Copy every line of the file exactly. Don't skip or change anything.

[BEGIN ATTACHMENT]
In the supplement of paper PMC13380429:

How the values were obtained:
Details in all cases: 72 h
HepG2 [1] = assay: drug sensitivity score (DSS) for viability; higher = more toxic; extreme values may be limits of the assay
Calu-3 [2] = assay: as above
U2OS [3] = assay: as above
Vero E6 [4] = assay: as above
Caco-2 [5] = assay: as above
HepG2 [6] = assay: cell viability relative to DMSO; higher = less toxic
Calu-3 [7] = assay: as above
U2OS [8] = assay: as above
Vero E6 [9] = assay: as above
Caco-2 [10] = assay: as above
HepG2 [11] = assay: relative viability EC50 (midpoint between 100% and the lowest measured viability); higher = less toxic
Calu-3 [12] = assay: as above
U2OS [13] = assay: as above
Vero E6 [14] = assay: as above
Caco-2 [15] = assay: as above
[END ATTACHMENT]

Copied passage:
In the supplement of paper PMC13380429:

How the values were obtained:
Details in all cases: 72 h
HepG2 [1] = assay: drug sensitivity score (DSS) for viability; higher = more toxic; extreme values may be limits of the assay
Calu-3 [2] = assay: as above
U2OS [3] = assay: as above
Vero E6 [4] = assay: as above
Caco-2 [5] = assay: as above
HepG2 [6] = assay: cell viability relative to DMSO; higher = less toxic
Calu-3 [7] = assay: as above
U2OS [8] = assay: as above
Vero E6 [9] = assay: as above
Caco-2 [10] = assay: as above
HepG2 [11] = assay: relative viability EC50 (midpoint between 100% and the lowest measured viability); higher = less toxic
Calu-3 [12] = assay: as above
U2OS [13] = assay: as above
Vero E6 [14] = assay: as above
Caco-2 [15] = assay: as above